I do not know how I overlooked LIQUID SPEECH BALLOON. The plugin is less than a month shy of being three years old, and I follow block-related projects religiously. This one slipped through the cracks, at least until I haphazardly stumbled upon it when searching for something else entirely.
It is also relatively popular for a single-block plugin. There are not that many with more than 10,000 active installs. I had to know what it was doing to draw such a crowd.
In the comments on yesterday’s post about Automattic’s Livro theme, Nick Hamze wanted to know where all the fun theme designs were. Perhaps it was fortuitous timing that I also happened to be playing around with a plugin that might fit the bill. Sure, it is not a theme, but it can definitely be used to spruce up an otherwise boring or plain design.
So, I spun up a few Speech Balloon blocks and just had fun creating a chat with a some cartoon animals:
I tend to gravitate toward clean, open-canvas themes because they allow me to add all the fun elements via the post content. That is why I love finding plugins like LIQUID SPEECH BALLOON. They add that visual flair to pages that can sometimes be boring.
Using the plugin’s Speech Balloon block is straightforward. It presents users with a single section for inserting rich text content.
In the block options sidebar, users can choose an avatar. They can also make several design adjustments, including background and text colors.
The block is falling slightly behind the times, though. Since the plugin’s release nearly three years ago, WordPress has added several new design components that could be used to make its block even better, such as padding, border, and typography controls.
The plugin can also be used for testimonials or other types of reviews. It works well enough for more business-friendly layouts if that is the sort of thing you are after.
The plugin’s biggest failure is in how it handles avatars. It is also why it does not make for the best option for testimonials. Users cannot add avatars directly via the block. Instead, they must register them via an entirely separate admin screen. Then, they can select from their saved avatars list within the block.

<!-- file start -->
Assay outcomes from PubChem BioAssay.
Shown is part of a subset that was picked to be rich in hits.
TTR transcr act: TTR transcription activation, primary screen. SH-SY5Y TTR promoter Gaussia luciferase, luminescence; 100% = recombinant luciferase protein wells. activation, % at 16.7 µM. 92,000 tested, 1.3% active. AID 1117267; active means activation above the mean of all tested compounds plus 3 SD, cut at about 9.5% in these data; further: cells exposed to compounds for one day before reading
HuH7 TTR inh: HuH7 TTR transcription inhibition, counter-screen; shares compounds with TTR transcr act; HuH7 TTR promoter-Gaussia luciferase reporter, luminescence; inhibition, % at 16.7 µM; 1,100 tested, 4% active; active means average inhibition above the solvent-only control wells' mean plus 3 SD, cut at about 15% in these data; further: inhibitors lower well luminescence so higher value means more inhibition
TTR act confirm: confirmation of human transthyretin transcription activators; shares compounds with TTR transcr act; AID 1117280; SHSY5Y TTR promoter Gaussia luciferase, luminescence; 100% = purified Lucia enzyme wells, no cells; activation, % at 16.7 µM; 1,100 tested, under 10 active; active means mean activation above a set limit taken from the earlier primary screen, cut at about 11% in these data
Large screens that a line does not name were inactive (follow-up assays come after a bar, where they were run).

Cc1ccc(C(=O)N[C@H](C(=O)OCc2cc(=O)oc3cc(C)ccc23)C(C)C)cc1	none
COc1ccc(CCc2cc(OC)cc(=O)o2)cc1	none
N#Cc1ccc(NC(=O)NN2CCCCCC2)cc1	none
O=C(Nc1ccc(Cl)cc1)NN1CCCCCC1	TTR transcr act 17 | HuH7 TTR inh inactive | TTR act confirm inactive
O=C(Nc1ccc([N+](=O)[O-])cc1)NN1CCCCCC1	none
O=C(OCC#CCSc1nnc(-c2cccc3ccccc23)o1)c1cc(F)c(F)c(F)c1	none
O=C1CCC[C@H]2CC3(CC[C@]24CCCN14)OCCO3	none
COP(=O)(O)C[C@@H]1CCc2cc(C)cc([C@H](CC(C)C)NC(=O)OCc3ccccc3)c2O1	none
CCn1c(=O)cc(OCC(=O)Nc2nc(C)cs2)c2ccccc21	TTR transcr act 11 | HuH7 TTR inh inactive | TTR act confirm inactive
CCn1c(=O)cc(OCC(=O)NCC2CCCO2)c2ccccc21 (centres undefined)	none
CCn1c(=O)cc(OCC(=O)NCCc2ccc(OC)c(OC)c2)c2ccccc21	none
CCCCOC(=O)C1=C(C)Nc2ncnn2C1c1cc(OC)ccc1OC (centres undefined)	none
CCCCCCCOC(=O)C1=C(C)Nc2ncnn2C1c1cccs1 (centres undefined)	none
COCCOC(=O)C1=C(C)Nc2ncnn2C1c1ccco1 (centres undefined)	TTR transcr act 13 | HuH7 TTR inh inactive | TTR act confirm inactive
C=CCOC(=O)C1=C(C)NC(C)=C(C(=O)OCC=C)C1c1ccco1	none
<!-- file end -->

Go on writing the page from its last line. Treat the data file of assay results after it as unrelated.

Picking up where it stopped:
Under the Settings > LIQUID SPEECH BALLOON page, the plugin presents users with several rows of fields. They can add a name and image URL for each avatar.
This is where the user experience falls apart a bit. There is no way to upload avatars on this screen. Instead, users must upload them via their media library, copy the URL, and paste it into the image URL field.
The plugin provides the necessary documentation and links to work through this process. The overall experience is simply lackluster.
However, if users only need a limited number of avatars, the system works well enough once everything is uploaded. The images are always available whenever inserting the Speech Bubble block — no need to search through the media library or upload a new one.
I am not sure if this will go in my plugin toolbox. Outside of a few stylistic elements, such as the speech bubble’s tail, users could readily recreate something similar with a few blocks, as shown in the following screenshot:
Within a few minutes, I created this with what is already available in core WordPress, and I actually had several more design choices by doing so. I could see keeping a block pattern on hand for such a layout in the future.
For those who want a quick and easy solution without all the fuss of mixing and matching blocks, LIQUID SPEECH BALLOON would be the better option.
I found VK Blocks’ Balloon block way more usable and better. https://wordpress.org/plugins/vk-blocks/